Welcome to this weekly online resource. Executive coach and wellness professional Jo Foster, offers thought provoking insights on positive psychology, mindfulness and self care. As well as access to her weekly online yoga classes and nutritious recipe recommendations. 

This week we are continuing to look at the psychology of leadership. 

“The last of human freedoms – the ability to choose one’s attitude in a given set of circumstances."  Viktor Frankl


In this series on leadership psychology so far, we have looked at differing leadership attitudes, the emotional intelligence skills that empower our choices and the psychological and behavioural information that feeds into these choices. In my last instalment we looked at the inherent traits of the 5 Drivers, in this instalment we look at how to gain access to this knowledge and how this may help inform our choices. 

We can't change where we have come from, but we can seek to gain wisdom and understanding from our experiences and decide where we go with this knowledge. Decide on who you aspire to be and how you fulfil that aspiration. In this pursuit, this week I am exploring how we can identify what our drivers are, more importantly what we can do with this information.

How we identify our drivers

It is as simple as take the test and review the drivers summary for a context of meaning. Have a go here

The results

It is typical to identify to some degree with all the drivers and for some of us we may score fairly evenly across the board. For some of us there may be one or two drivers that we score more highly in and recognise a greater degree of truth in. The great thing about this test is that there is no "bad" score. All the drivers have their positive attributes and enable us to excel in different circumstances. The value in knowing your drivers, is that you can more readily identify how to leverage your strengths and manage the limiting tendencies that emerge in times of stress.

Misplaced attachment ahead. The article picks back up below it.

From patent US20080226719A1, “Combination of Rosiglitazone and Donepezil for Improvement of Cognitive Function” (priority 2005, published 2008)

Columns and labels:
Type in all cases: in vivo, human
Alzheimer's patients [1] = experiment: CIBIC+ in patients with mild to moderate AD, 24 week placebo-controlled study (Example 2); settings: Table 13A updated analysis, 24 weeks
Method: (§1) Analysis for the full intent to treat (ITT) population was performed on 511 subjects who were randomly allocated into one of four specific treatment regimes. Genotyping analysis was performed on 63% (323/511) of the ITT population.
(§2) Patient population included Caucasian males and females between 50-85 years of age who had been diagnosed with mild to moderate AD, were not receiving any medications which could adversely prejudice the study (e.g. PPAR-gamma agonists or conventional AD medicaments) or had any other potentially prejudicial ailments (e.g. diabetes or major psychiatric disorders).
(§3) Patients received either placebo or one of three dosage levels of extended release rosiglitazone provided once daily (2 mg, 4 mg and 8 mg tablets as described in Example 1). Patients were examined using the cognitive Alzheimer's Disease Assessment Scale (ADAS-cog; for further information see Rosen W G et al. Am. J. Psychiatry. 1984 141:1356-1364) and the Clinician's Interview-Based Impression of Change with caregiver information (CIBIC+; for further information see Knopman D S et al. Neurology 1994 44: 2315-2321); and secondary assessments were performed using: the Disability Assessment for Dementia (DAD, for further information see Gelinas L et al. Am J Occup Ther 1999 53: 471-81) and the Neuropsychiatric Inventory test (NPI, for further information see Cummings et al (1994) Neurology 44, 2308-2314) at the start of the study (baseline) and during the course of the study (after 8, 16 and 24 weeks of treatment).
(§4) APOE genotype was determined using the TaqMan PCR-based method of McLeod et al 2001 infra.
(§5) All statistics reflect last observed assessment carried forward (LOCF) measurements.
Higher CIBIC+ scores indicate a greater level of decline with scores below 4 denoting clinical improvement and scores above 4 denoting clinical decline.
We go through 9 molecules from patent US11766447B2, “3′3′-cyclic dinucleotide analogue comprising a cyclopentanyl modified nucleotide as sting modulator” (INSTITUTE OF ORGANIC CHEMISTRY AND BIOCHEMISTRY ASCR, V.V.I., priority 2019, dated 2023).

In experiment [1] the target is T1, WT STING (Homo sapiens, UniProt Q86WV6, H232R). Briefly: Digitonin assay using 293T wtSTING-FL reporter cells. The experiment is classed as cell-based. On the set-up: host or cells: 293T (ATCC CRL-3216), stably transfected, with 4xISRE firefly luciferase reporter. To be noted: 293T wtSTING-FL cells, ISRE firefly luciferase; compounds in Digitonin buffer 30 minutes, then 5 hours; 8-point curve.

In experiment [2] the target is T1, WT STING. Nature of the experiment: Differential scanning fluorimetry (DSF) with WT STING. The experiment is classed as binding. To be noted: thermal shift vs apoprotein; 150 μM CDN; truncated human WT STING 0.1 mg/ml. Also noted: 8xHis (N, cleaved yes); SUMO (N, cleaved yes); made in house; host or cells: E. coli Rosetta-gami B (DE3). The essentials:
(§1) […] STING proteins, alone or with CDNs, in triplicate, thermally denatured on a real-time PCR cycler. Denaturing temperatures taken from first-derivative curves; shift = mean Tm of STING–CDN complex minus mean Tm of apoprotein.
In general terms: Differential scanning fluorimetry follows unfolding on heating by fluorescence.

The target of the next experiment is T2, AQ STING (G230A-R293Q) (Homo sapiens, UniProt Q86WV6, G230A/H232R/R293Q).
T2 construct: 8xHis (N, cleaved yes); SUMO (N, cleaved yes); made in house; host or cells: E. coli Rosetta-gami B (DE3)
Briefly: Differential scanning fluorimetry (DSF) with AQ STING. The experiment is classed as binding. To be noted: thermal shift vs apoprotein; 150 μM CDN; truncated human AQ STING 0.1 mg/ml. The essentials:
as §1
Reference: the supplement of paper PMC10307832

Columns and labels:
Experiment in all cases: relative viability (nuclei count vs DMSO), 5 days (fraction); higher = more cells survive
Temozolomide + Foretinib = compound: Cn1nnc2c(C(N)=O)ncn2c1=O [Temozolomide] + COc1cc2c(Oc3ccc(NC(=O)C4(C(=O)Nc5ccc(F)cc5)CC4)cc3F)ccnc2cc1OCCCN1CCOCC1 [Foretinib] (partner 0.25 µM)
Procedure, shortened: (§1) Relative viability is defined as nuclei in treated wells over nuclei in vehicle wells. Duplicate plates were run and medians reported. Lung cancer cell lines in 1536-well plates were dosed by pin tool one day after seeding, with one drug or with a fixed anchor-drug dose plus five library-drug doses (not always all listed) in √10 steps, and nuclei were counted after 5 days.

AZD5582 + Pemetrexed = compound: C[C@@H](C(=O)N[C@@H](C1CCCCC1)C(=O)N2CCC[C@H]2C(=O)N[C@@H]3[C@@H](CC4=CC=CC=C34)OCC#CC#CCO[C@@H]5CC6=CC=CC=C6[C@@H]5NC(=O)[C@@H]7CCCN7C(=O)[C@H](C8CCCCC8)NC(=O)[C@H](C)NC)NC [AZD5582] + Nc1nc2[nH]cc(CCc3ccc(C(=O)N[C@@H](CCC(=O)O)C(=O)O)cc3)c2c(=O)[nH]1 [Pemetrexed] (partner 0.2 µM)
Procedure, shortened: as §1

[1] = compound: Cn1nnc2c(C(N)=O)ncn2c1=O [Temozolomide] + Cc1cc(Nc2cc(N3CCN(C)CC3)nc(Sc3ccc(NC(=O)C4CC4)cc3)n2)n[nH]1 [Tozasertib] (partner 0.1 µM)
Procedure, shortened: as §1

Responding to your triggers

Having a sense of what your drivers are is interesting in isolation, but where this information comes to life is in context of our everyday. You may notice that there are certain 'triggers' that bring out behaviours in line with a particular driver. For example, when I'm writing I recognise both tendencies of Be Perfect and Hurry Up. Identifying these behaviours that are triggered by this task, enables me to adopt mechanisms to help optimise my potential in this instance. For example, my personal dialogue if I am procrastinating is "make a start & have a go", this can inspire the action of beginning the task and breaks down the enormity of expectation around the finished results.  At different stages of the task different dialogue is required, such as "good enough" when the review process begins to absorb inordinate amounts of time and conversely "take your time" when I'm feeling rushed or pressured.